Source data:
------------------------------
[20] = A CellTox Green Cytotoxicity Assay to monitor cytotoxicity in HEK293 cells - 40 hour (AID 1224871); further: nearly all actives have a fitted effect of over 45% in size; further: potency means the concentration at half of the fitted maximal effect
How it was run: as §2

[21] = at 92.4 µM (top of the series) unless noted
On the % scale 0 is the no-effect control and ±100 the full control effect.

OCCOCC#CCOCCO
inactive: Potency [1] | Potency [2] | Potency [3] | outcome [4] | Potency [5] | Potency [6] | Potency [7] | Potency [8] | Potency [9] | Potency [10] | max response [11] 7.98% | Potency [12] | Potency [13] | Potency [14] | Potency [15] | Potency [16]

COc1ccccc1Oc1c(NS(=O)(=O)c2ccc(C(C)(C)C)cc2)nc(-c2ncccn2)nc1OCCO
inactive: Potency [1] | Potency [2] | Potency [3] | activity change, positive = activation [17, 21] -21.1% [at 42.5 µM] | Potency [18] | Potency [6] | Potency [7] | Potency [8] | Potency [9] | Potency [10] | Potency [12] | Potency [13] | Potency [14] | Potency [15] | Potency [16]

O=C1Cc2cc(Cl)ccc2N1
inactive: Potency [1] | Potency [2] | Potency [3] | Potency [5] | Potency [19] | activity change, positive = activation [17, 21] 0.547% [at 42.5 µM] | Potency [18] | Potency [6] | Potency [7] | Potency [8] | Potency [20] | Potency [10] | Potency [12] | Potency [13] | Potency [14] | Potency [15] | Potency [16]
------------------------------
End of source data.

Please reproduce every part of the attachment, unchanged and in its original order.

[20] = A CellTox Green Cytotoxicity Assay to monitor cytotoxicity in HEK293 cells - 40 hour (AID 1224871); further: nearly all actives have a fitted effect of over 45% in size; further: potency means the concentration at half of the fitted maximal effect
How it was run: as §2

[21] = at 92.4 µM (top of the series) unless noted
On the % scale 0 is the no-effect control and ±100 the full control effect.

OCCOCC#CCOCCO
inactive: Potency [1] | Potency [2] | Potency [3] | outcome [4] | Potency [5] | Potency [6] | Potency [7] | Potency [8] | Potency [9] | Potency [10] | max response [11] 7.98% | Potency [12] | Potency [13] | Potency [14] | Potency [15] | Potency [16]

COc1ccccc1Oc1c(NS(=O)(=O)c2ccc(C(C)(C)C)cc2)nc(-c2ncccn2)nc1OCCO
inactive: Potency [1] | Potency [2] | Potency [3] | activity change, positive = activation [17, 21] -21.1% [at 42.5 µM] | Potency [18] | Potency [6] | Potency [7] | Potency [8] | Potency [9] | Potency [10] | Potency [12] | Potency [13] | Potency [14] | Potency [15] | Potency [16]

O=C1Cc2cc(Cl)ccc2N1
inactive: Potency [1] | Potency [2] | Potency [3] | Potency [5] | Potency [19] | activity change, positive = activation [17, 21] 0.547% [at 42.5 µM] | Potency [18] | Potency [6] | Potency [7] | Potency [8] | Potency [20] | Potency [10] | Potency [12] | Potency [13] | Potency [14] | Potency [15] | Potency [16]